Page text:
Cardiothoracic Imaging

Formerly known as Chest Radiology, the Thoracic Imaging Section of our department is responsible for a variety of clinical chest-related imaging, including computed radiographs (digital chest x-rays), CT scans, chest biopsies (including lung), and some cardiovascular imaging. In addition, the section does research in these areas, as well as MR imaging of the chest. They cover HUP, Radnor, and partially Presbyterian, reading over 85,000 examinations a year. Because those most vital organs, the lungs, are included in the chest, the thoracic imagers have weekly conferences with groups that include doctors from pulmonary medicine, oncology, surgery, pathology, and others, as well as daily conferences for the various intensive care units. The section includes 8 full-time faculty and 4 part-time faculty.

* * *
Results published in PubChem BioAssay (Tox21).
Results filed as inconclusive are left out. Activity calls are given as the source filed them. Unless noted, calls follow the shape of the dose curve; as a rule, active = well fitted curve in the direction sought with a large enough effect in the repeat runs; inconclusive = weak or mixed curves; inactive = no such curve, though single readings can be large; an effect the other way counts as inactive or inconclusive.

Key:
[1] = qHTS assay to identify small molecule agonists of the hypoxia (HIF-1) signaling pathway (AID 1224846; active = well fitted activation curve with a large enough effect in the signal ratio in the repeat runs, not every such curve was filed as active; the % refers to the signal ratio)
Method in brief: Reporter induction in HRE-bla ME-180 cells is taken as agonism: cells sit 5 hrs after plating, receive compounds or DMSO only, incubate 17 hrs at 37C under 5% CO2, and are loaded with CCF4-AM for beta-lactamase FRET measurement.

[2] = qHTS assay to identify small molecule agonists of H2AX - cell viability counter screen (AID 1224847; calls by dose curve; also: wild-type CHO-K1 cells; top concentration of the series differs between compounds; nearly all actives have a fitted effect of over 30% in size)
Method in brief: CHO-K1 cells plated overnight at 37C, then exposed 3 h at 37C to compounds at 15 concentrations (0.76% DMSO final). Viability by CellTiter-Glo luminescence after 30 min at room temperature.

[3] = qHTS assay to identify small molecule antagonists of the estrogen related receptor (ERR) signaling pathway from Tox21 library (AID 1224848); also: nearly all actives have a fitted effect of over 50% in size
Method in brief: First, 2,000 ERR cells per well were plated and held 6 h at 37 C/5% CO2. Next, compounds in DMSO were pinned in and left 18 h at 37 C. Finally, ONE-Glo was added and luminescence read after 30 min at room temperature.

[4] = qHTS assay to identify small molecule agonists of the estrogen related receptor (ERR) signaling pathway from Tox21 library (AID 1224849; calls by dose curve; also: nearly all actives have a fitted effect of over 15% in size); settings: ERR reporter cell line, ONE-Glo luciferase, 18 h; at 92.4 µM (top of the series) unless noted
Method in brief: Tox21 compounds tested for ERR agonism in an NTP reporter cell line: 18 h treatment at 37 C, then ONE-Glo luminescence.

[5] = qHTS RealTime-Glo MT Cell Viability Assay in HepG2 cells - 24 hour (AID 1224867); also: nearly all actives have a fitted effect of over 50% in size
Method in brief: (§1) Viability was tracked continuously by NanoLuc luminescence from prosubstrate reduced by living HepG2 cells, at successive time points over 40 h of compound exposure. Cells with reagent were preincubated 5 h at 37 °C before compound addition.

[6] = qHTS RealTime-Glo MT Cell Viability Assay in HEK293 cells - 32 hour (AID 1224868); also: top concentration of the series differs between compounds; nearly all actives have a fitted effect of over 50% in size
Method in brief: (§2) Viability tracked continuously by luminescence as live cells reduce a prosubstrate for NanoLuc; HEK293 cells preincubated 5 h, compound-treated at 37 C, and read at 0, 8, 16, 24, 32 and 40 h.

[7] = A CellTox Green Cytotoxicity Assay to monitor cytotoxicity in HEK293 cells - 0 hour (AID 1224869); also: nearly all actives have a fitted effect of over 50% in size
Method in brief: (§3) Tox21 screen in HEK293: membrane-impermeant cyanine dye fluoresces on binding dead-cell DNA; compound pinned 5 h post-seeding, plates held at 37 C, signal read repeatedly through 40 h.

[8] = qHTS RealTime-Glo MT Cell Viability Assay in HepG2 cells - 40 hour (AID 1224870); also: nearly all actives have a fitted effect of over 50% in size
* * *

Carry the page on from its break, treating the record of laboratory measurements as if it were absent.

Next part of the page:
Dr. Gefter, section chief, says that this is the most exciting time to be in chest imaging, with the new functional imaging possibilities, new multi-dimensional image display and analysis tools, and markedly improved scanners available. Indeed, Penn is a major site for functional lung imaging, with Dr. Gefter and thoracic imaging colleague Dr. Torigian collaborating with Rahim Rizi, an MR researcher in the department, to develop hyperpolarized gas imaging of the lungs. Another functional technique is being developed with Larry Dougherty, another MR researcher, who is studying optical flow imaging to help assess changes in the lungs over time. Currently used to study lung nodules, they hope in the future to be able to identify and quantify regions of abnormal function and subsequently the disease progression, or improvement with treatment. This can be applied to studies of emphysema, pulmonary fibrosis, pulmonary embolism, and the evaluation of transplant or lung volume reduction surgery.